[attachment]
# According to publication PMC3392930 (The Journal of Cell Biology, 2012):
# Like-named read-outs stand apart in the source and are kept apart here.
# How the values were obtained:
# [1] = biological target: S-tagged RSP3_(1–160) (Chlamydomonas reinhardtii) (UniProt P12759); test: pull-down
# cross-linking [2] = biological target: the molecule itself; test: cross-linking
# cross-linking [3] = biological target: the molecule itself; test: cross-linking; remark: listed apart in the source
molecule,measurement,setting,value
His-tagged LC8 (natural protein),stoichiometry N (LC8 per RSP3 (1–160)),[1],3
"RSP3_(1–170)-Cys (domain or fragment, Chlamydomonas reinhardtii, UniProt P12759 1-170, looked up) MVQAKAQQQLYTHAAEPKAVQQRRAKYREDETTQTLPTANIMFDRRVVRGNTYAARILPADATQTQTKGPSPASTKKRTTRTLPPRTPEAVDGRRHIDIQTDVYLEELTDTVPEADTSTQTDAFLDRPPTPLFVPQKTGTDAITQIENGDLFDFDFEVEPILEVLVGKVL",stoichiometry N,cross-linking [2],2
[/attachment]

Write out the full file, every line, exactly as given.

# According to publication PMC3392930 (The Journal of Cell Biology, 2012):
# Like-named read-outs stand apart in the source and are kept apart here.
# How the values were obtained:
# [1] = biological target: S-tagged RSP3_(1–160) (Chlamydomonas reinhardtii) (UniProt P12759); test: pull-down
# cross-linking [2] = biological target: the molecule itself; test: cross-linking
# cross-linking [3] = biological target: the molecule itself; test: cross-linking; remark: listed apart in the source
molecule,measurement,setting,value
His-tagged LC8 (natural protein),stoichiometry N (LC8 per RSP3 (1–160)),[1],3
"RSP3_(1–170)-Cys (domain or fragment, Chlamydomonas reinhardtii, UniProt P12759 1-170, looked up) MVQAKAQQQLYTHAAEPKAVQQRRAKYREDETTQTLPTANIMFDRRVVRGNTYAARILPADATQTQTKGPSPASTKKRTTRTLPPRTPEAVDGRRHIDIQTDVYLEELTDTVPEADTSTQTDAFLDRPPTPLFVPQKTGTDAITQIENGDLFDFDFEVEPILEVLVGKVL",stoichiometry N,cross-linking [2],2